The Impact of Cost Sharing on Quality of Education in Egypt's Public Universities

The Impact of Cost Sharing on Quality of Education in Egypt's Public Universities

Engi Mohammed Mostafa Gamal Eldin
DOI: 10.4018/978-1-7998-3438-0.ch012
(Individual Chapters)
No Current Special Offers


Egypt government undertook forward steps to reform higher education financing by introducing cost sharing policies in public universities; however, the government did not take into consideration the urgency for developing monitoring and evaluation systems to measure the effects of such policies on the quality of education. This chapter aims to measure the impact of cost sharing policy on quality of education in “FLIP”, the underlying assumption of the research is that ‘tuition fees' as a form of user charge would result in increasing education quality, which will accordingly shrink the transition period between work and school by conducting an ex-post policy evaluation design due to the absence of baseline surveys. The research study eventually comes to an end that introducing the cost sharing policy in the form of FLIP in public universities has no significant effect on quality as fitness of purpose. Finally this chapter recalls for accompanying cost sharing policies in Egypt with value creation in quality rather than only diversifying the income sources beyond the government budget.
Chapter Preview


Most governments worldwide are facing myriad challenges due to the increasing demands on higher education access and lack of allocating the financial resources needed to meet the uprising demands. Higher education sector in Egypt is facing a serious financial dilemma due to the increasing demands because of the demographic increase, along with the limited government budget as well as the increase in per student costs and revenue needs, and the limited capacity of taxation and the difficulty in collecting taxes. In addition, the current political unrest has added more financial burden on the government and caused serious economic problems. The 2013-14 Global Competitiveness Report section on Egypt highlights that the country’s political instability since the Arab spring is undermining the country’s competitiveness and on-going potential macro-economic reforms. On the education side, although that Egypt’s ranking, in terms of quantitative indicators like enrollment rates, is improving, the country remains to be at the lowest level in terms of quality of its primary, secondary and tertiary education.

Yet the expansion of Egypt's higher education system is legendary; more importantly the system is underdeveloped and ineffective “… produces thousands of unskilled graduates every year” (Butler, 2011). The World Bank assured that the higher education sector in Egypt is unable to respond to the country’s provoking needs at the current transition stage. One of the most challenging causes hindering doing business in Egypt is inadequately educated workforce, along with policy instability, government instability, crime and theft, and corruption (Schwab & Martin, 2013). Additionally, the poll conducted by the Information and Decision Support Center “IDSC” to measure the employers’ perspectives on higher education graduates’ competencies with the labor market needs, revealed that only 44.4% of the employers within the sample can easily find skilled graduates to fulfill their vacancies (Gamal Eldin, 2011).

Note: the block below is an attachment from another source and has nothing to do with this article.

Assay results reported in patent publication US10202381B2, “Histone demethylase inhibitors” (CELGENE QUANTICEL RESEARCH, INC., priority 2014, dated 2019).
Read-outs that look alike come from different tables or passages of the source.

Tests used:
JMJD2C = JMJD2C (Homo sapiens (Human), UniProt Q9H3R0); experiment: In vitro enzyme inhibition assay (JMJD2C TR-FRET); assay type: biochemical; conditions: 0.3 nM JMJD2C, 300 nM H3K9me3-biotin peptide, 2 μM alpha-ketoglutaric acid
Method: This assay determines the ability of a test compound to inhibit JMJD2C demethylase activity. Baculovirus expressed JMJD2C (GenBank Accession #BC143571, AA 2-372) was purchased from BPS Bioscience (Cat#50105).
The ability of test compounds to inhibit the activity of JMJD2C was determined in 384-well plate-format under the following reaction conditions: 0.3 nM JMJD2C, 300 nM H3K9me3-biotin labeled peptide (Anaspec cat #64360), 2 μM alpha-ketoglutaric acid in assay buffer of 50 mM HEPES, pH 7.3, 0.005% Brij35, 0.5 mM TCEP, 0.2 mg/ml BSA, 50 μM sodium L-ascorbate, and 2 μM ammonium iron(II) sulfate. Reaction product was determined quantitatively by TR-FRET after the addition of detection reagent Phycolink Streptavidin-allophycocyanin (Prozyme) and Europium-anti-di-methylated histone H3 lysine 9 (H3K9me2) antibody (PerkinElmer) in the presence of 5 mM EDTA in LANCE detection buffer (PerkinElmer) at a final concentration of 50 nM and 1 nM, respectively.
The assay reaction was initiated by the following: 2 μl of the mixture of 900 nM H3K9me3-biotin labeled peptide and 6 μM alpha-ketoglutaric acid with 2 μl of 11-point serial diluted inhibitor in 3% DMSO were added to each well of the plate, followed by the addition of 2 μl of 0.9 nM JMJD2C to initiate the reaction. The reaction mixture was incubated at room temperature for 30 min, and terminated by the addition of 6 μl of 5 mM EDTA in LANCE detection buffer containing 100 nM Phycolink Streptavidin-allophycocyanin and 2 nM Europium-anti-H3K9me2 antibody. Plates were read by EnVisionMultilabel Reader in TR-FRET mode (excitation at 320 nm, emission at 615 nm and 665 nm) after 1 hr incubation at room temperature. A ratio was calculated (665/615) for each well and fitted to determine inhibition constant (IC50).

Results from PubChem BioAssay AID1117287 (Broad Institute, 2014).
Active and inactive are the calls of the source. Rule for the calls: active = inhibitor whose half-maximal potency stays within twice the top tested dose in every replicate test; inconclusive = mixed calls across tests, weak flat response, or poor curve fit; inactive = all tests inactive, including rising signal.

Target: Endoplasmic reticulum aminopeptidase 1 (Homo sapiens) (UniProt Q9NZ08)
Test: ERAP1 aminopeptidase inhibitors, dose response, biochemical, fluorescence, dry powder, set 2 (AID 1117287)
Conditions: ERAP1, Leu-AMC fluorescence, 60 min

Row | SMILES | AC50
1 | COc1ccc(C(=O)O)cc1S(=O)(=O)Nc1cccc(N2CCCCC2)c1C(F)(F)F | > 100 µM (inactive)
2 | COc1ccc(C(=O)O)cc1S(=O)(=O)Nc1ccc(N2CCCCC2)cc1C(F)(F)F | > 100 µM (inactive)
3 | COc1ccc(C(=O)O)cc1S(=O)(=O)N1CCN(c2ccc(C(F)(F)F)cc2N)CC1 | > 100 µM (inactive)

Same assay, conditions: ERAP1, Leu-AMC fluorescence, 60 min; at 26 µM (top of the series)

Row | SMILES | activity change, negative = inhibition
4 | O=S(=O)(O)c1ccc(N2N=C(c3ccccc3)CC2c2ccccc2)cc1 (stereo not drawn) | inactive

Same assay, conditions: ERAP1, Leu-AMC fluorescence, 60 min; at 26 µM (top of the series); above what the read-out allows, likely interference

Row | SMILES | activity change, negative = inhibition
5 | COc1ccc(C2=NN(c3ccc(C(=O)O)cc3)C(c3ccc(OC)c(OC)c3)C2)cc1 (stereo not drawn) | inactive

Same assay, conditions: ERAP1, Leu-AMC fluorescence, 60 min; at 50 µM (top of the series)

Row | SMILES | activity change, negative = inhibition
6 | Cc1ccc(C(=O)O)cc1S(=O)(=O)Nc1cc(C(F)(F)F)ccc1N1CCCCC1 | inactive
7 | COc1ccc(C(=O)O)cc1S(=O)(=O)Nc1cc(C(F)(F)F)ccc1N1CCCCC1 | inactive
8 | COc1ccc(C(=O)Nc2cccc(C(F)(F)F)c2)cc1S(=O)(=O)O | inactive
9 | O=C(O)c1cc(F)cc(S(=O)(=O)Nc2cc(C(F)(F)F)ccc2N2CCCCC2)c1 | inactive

Higher education funding mechanisms are crucial due to its impact on shaping the higher education outcomes in regard to quality, effectiveness and responsiveness. The current finance patterns in Egypt’s higher education system cannot supply the economy with the desired human capital due to the lousy system as well as the inefficiencies of higher education outputs. The European Training Foundation, Egyptian National Competitiveness Council and Egypt TVET Reform (2011) report revealed that the main barrier blocking higher education reform in Egypt is both the lack of financial resources devoted to human resources and misallocation of those resources alongside. Meerman argued that “if low [income] countries rely chiefly on central government resources, most of them will be unable to provide a minimum effective standard of human development for their population as a whole” (Psacharopoulos & Woodhall, 1985, pp. 146-147). In other words, it is quite impossible for countries to expand the higher education service while attaining quality without sharing the service costs with various stakeholders; however there are very few countries worldwide that are able to expand accessibility with maintaining high levels of quality due to their high rigid taxation systems like the Scandinavian countries and Switzerland (Johnstone, 2002, 2004a, 2004b, 2004 c, 2010).

In reference to the Egyptian Constitution, education is free at all levels, accordingly public universities does not charge tuition fees; however, Mubarak’s regime in the early 1990 introduced Law 101 on reforming higher education finance in Egypt for the purpose of aligning the outputs of higher education systems with the innovation and labor market needs in the context of its ongoing modernization efforts. The funding reform for higher education in Egypt pretended achieving the following points; first, increasing public investments; second; authorizing the establishment of private universities and regulating it; third, encouraging the institutional diversification of income sources in public universities beyond the limited tuition fee payments through greater cost sharing; forth, reducing the repetition rates; fifth, strengthening enrolment growth in the TVET sector, in addition to widening the use of new delivery technologies in teaching and learning (World Bank & OECD, 2010).

Complete Chapter List

Search this Book: